After a seemingly random bagpipe prelude and a pan-flute rendition of the Dilwale’s thematic refrain, Gerua settles into a nice comforting rhythm (especially loved the percussion till the titular line), supporting a yesteryear-ish melody well-sung by Arijit Singh and Antara Mitra. Pritam develops a full-fledged melody track out of the earlier-mentioned thematic tune, in Janam Janam (which incidentally kicks off with the piece again). The tune again carries a whiff of the 90s in a possible attempt at evoking the SRK-Kajol nostalgia (assuming this too is pictured on them). The allure of the theme lends well to the main melody, and the arrangement is even better here, going through some dramatic highs, and featuring some lovely violins and mandolin. Arijit and Antara again, and they do a fine soulful job yet again – Arijit especially scoring well in the soaring notes. And the theme tune makes a third appearance, in the instrumental track called Theme of Dilwale mixed by DJ Chetas. Nothing particularly imaginative here, just the refrain repeated in multiple formats with some humming bits from Arijit thrown in.
Manma Emotion Jaage feels like listening to one of those Meet Bros-Kanika Kapoor songs! Reasonably engaging track, mainly for the way the lady singers’s voices (Anushka Manchanda, Antara Mitra) have been employed. And that sax. Exuberant singing by Amit Mishra nevertheless. Why do Anushka Manchanda’s rap lyrics sound like eve-teasing though?! Kanika Kapoor is in the soundtrack too, along with Benny Dayal singing Premika. An engaging, very Pritam-ish dance track that smartly blends contemporary dance elements with shades of yesteryear disco. Even with its heard before sound, Tukur Tukur is the most engaging of the dance tracks, thanks to the infectious Goan music base that almost never fails to get your feet tapping. And Arijit Singh is in his elements here, with excellent support from the chorus. The composer had employed the same genre not so long ago in Bajrangi Bhaijaan to similar effect. The soundtrack’s best is another melody, a non-retro one this time. Daayre is Pritam at his best with the genre, beautifully orchestrating the breezy tune that Arijit Singh (wonder if he is the voice of SRK here) does a commendable delivery of.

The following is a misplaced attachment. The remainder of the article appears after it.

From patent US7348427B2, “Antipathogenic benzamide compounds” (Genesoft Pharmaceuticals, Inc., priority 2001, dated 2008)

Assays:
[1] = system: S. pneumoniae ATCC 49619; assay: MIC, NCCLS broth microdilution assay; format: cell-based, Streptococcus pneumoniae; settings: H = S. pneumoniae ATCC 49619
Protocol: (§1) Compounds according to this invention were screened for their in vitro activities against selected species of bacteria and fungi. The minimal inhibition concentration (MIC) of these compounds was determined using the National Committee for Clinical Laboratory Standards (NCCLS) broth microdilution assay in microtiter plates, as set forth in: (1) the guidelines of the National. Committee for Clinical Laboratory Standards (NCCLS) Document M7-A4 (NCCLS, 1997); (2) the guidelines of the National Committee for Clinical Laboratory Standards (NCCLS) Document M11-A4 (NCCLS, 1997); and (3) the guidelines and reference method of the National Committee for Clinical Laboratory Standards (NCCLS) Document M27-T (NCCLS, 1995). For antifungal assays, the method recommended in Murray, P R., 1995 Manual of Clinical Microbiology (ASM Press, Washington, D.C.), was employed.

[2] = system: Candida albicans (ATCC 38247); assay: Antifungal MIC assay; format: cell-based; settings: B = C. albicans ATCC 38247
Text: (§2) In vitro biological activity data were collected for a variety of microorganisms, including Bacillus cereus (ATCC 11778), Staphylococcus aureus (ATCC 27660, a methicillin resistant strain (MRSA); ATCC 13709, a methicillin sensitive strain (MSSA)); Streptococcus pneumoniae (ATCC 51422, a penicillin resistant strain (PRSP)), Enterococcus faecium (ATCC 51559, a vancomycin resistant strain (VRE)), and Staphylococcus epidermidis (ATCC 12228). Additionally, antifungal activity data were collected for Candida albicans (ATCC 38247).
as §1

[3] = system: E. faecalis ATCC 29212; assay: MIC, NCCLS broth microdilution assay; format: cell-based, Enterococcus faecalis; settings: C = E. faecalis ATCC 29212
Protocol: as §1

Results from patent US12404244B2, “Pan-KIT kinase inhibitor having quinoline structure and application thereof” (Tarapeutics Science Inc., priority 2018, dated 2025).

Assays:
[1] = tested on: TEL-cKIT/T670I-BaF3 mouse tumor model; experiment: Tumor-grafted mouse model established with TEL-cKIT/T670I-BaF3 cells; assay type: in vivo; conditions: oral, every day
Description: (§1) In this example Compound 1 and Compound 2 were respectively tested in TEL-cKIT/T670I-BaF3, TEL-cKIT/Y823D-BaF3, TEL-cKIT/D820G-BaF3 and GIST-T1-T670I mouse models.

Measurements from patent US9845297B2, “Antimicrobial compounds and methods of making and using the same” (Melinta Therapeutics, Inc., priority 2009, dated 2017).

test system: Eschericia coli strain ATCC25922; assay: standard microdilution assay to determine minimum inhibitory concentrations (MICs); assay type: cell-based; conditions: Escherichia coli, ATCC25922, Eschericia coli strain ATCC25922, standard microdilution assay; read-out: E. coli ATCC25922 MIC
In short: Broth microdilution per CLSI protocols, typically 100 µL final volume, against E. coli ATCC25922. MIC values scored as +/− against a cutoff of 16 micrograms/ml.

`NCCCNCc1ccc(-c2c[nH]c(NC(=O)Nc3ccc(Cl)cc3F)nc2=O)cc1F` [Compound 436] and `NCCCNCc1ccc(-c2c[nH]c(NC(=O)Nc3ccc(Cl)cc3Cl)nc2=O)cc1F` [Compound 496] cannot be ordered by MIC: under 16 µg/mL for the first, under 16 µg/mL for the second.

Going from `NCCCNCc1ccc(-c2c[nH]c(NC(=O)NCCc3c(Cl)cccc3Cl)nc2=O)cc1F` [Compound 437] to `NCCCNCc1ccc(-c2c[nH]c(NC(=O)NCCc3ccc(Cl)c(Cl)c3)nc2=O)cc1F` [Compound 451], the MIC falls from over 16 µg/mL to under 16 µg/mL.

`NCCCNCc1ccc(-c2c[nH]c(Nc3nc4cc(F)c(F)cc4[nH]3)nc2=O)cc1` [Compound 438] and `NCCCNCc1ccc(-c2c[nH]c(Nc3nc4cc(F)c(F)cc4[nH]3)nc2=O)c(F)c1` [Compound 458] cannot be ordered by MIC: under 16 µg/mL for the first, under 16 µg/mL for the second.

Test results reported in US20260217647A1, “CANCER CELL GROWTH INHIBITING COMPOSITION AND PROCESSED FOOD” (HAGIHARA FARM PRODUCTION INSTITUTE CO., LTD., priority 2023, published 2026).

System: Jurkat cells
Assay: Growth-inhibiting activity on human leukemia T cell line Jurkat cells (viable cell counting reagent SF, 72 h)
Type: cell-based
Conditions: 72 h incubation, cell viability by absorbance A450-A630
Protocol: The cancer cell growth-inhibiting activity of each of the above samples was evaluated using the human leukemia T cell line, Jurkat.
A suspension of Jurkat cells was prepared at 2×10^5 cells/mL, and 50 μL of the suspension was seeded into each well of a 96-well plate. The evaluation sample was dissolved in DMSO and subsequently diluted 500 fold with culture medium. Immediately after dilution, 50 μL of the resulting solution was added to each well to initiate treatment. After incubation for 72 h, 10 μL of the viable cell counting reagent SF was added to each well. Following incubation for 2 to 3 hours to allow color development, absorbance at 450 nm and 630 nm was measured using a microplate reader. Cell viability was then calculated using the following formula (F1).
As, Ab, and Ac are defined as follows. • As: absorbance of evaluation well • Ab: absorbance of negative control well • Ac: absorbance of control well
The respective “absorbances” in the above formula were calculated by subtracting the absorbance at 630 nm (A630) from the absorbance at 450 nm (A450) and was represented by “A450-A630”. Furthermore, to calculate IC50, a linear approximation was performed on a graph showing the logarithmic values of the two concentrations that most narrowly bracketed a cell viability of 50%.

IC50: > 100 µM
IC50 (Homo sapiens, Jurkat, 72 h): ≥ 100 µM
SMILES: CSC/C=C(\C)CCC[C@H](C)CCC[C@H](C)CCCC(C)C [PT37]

Dilwale. Pritam’s third soundtrack in 2015 is his best from the year. Was kind of hoping to see some of the old voices of SRK in the soundtrack, so a bit disappointed about that; and if Arijit is indeed his musical voice in the movie, hard to visualise that as a convincing fit. Then again, Rohit Shetty movies haven’t been known to necessarily feature convincing things. 🙂
Music Aloud Rating: 8/10
Top Recos: Daayre, Tukur Tukur, Janam Janam